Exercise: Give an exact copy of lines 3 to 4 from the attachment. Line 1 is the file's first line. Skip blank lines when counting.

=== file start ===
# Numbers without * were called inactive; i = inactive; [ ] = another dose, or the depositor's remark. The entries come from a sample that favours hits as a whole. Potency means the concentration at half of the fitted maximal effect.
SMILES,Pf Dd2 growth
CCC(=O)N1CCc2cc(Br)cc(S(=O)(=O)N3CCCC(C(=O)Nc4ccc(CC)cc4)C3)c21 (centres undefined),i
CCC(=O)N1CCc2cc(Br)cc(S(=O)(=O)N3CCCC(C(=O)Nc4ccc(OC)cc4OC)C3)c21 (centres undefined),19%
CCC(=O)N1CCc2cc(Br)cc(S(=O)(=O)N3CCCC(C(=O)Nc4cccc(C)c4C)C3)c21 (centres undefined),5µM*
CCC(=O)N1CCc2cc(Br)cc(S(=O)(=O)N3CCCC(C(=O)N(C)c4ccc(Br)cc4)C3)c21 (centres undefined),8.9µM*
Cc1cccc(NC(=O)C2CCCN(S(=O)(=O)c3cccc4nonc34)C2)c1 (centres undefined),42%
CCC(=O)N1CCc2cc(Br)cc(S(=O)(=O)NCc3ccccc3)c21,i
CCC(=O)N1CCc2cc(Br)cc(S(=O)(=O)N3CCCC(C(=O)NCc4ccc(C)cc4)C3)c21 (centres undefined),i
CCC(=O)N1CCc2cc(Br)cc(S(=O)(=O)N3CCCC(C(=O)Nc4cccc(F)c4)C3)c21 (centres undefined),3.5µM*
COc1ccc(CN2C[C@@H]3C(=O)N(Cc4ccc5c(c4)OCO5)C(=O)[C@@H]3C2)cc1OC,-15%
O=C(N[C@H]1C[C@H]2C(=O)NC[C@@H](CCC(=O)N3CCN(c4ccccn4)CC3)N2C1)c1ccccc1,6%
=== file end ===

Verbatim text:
CCC(=O)N1CCc2cc(Br)cc(S(=O)(=O)N3CCCC(C(=O)Nc4ccc(CC)cc4)C3)c21 (centres undefined),i
CCC(=O)N1CCc2cc(Br)cc(S(=O)(=O)N3CCCC(C(=O)Nc4ccc(OC)cc4OC)C3)c21 (centres undefined),19%